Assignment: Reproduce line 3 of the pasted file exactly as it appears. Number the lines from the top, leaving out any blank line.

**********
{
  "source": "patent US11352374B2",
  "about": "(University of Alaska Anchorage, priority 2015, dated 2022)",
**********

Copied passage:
  "about": "(University of Alaska Anchorage, priority 2015, dated 2022)",